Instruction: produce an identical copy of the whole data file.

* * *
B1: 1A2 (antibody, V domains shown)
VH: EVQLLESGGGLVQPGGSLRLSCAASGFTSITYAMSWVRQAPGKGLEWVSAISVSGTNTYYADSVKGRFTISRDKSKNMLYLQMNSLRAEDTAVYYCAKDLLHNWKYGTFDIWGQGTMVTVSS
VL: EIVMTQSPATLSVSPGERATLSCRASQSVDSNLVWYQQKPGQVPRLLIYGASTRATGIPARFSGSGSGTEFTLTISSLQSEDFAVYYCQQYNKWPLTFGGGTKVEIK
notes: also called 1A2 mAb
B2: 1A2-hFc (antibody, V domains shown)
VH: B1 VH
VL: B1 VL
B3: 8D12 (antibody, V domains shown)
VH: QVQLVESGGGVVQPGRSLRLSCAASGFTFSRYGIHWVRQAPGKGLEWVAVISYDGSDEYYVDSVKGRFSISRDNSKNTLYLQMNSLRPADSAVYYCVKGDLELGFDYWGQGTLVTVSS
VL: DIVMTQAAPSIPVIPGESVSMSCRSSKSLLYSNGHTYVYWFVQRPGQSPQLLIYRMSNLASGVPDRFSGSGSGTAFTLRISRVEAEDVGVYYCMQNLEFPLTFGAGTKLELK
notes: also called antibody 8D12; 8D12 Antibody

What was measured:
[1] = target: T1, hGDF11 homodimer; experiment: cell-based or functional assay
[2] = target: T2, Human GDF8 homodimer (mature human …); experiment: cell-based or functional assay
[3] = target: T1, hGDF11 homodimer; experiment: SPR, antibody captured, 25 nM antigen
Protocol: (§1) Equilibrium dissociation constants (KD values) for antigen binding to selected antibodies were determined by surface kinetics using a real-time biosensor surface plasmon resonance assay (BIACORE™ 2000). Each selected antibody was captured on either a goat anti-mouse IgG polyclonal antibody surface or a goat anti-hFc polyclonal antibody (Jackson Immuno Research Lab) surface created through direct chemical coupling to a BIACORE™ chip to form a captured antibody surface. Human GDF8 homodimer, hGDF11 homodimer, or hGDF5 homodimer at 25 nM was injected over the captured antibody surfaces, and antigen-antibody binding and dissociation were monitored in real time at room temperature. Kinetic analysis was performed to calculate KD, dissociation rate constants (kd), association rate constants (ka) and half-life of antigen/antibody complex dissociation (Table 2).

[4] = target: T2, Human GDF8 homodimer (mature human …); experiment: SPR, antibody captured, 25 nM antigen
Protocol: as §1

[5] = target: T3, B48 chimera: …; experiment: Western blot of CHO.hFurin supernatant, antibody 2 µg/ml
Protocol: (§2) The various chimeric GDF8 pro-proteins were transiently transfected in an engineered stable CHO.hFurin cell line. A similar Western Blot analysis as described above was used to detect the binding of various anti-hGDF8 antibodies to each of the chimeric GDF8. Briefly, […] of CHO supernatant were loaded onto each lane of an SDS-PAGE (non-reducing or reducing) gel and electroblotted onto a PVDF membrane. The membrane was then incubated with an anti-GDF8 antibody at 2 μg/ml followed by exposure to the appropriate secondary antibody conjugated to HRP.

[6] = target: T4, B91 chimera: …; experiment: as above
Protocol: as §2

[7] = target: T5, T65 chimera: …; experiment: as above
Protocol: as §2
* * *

B1: 1A2 (antibody, V domains shown)
VH: EVQLLESGGGLVQPGGSLRLSCAASGFTSITYAMSWVRQAPGKGLEWVSAISVSGTNTYYADSVKGRFTISRDKSKNMLYLQMNSLRAEDTAVYYCAKDLLHNWKYGTFDIWGQGTMVTVSS
VL: EIVMTQSPATLSVSPGERATLSCRASQSVDSNLVWYQQKPGQVPRLLIYGASTRATGIPARFSGSGSGTEFTLTISSLQSEDFAVYYCQQYNKWPLTFGGGTKVEIK
notes: also called 1A2 mAb
B2: 1A2-hFc (antibody, V domains shown)
VH: B1 VH
VL: B1 VL
B3: 8D12 (antibody, V domains shown)
VH: QVQLVESGGGVVQPGRSLRLSCAASGFTFSRYGIHWVRQAPGKGLEWVAVISYDGSDEYYVDSVKGRFSISRDNSKNTLYLQMNSLRPADSAVYYCVKGDLELGFDYWGQGTLVTVSS
VL: DIVMTQAAPSIPVIPGESVSMSCRSSKSLLYSNGHTYVYWFVQRPGQSPQLLIYRMSNLASGVPDRFSGSGSGTAFTLRISRVEAEDVGVYYCMQNLEFPLTFGAGTKLELK
notes: also called antibody 8D12; 8D12 Antibody

What was measured:
[1] = target: T1, hGDF11 homodimer; experiment: cell-based or functional assay
[2] = target: T2, Human GDF8 homodimer (mature human …); experiment: cell-based or functional assay
[3] = target: T1, hGDF11 homodimer; experiment: SPR, antibody captured, 25 nM antigen
Protocol: (§1) Equilibrium dissociation constants (KD values) for antigen binding to selected antibodies were determined by surface kinetics using a real-time biosensor surface plasmon resonance assay (BIACORE™ 2000). Each selected antibody was captured on either a goat anti-mouse IgG polyclonal antibody surface or a goat anti-hFc polyclonal antibody (Jackson Immuno Research Lab) surface created through direct chemical coupling to a BIACORE™ chip to form a captured antibody surface. Human GDF8 homodimer, hGDF11 homodimer, or hGDF5 homodimer at 25 nM was injected over the captured antibody surfaces, and antigen-antibody binding and dissociation were monitored in real time at room temperature. Kinetic analysis was performed to calculate KD, dissociation rate constants (kd), association rate constants (ka) and half-life of antigen/antibody complex dissociation (Table 2).

[4] = target: T2, Human GDF8 homodimer (mature human …); experiment: SPR, antibody captured, 25 nM antigen
Protocol: as §1

[5] = target: T3, B48 chimera: …; experiment: Western blot of CHO.hFurin supernatant, antibody 2 µg/ml
Protocol: (§2) The various chimeric GDF8 pro-proteins were transiently transfected in an engineered stable CHO.hFurin cell line. A similar Western Blot analysis as described above was used to detect the binding of various anti-hGDF8 antibodies to each of the chimeric GDF8. Briefly, […] of CHO supernatant were loaded onto each lane of an SDS-PAGE (non-reducing or reducing) gel and electroblotted onto a PVDF membrane. The membrane was then incubated with an anti-GDF8 antibody at 2 μg/ml followed by exposure to the appropriate secondary antibody conjugated to HRP.

[6] = target: T4, B91 chimera: …; experiment: as above
Protocol: as §2

[7] = target: T5, T65 chimera: …; experiment: as above
Protocol: as §2